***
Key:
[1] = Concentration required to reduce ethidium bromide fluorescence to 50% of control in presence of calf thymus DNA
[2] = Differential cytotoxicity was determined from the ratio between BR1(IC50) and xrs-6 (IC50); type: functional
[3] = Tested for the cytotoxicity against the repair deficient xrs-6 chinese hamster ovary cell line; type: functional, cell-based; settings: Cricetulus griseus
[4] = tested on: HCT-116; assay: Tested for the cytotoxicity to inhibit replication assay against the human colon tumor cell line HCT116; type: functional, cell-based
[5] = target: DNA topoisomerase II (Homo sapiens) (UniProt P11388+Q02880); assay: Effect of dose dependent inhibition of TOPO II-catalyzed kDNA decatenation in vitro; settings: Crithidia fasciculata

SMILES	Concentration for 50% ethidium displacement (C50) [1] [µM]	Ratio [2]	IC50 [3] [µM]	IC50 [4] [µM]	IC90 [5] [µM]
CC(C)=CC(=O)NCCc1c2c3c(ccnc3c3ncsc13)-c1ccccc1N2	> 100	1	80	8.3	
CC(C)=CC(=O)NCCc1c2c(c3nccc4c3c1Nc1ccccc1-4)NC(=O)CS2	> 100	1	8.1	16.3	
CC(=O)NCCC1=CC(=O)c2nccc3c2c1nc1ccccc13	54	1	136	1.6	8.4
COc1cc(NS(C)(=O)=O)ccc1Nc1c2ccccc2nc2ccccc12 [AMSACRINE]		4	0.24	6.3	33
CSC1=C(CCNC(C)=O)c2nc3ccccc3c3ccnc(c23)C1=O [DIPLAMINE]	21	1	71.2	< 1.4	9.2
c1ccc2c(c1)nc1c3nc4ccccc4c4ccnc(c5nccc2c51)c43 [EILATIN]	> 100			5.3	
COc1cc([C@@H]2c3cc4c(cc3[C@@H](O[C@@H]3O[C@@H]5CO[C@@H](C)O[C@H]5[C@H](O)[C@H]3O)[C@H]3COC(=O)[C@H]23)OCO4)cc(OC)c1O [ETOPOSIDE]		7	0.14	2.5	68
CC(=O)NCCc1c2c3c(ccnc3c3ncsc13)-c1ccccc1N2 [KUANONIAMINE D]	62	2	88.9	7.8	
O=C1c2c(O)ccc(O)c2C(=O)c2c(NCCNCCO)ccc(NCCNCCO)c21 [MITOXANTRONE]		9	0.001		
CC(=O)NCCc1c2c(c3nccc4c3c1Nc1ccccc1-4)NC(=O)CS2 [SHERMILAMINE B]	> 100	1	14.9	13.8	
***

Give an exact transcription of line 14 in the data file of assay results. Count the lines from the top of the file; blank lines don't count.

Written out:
COc1cc([C@@H]2c3cc4c(cc3[C@@H](O[C@@H]3O[C@@H]5CO[C@@H](C)O[C@H]5[C@H](O)[C@H]3O)[C@H]3COC(=O)[C@H]23)OCO4)cc(OC)c1O [ETOPOSIDE]		7	0.14	2.5	68